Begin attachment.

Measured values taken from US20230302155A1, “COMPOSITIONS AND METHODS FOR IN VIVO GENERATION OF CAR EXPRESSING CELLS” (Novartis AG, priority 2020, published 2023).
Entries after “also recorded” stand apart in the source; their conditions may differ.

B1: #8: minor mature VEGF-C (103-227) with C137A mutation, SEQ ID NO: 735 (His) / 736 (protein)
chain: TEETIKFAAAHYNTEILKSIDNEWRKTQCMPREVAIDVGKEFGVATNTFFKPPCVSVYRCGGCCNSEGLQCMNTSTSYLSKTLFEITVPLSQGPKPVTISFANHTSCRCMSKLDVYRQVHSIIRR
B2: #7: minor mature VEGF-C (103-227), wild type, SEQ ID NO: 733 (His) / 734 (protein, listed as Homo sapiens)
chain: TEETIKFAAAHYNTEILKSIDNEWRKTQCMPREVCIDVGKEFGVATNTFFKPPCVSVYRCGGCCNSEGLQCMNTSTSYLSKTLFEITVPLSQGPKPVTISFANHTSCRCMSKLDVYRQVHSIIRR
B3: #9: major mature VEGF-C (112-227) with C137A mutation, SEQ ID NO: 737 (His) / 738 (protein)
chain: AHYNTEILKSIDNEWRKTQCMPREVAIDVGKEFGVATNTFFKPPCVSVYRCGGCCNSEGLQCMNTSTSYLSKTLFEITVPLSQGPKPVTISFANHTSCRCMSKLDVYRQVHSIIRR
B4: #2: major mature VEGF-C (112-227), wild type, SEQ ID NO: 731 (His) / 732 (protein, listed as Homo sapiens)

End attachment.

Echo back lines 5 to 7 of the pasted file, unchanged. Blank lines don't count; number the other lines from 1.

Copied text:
B2: #7: minor mature VEGF-C (103-227), wild type, SEQ ID NO: 733 (His) / 734 (protein, listed as Homo sapiens)
chain: TEETIKFAAAHYNTEILKSIDNEWRKTQCMPREVCIDVGKEFGVATNTFFKPPCVSVYRCGGCCNSEGLQCMNTSTSYLSKTLFEITVPLSQGPKPVTISFANHTSCRCMSKLDVYRQVHSIIRR
B3: #9: major mature VEGF-C (112-227) with C137A mutation, SEQ ID NO: 737 (His) / 738 (protein)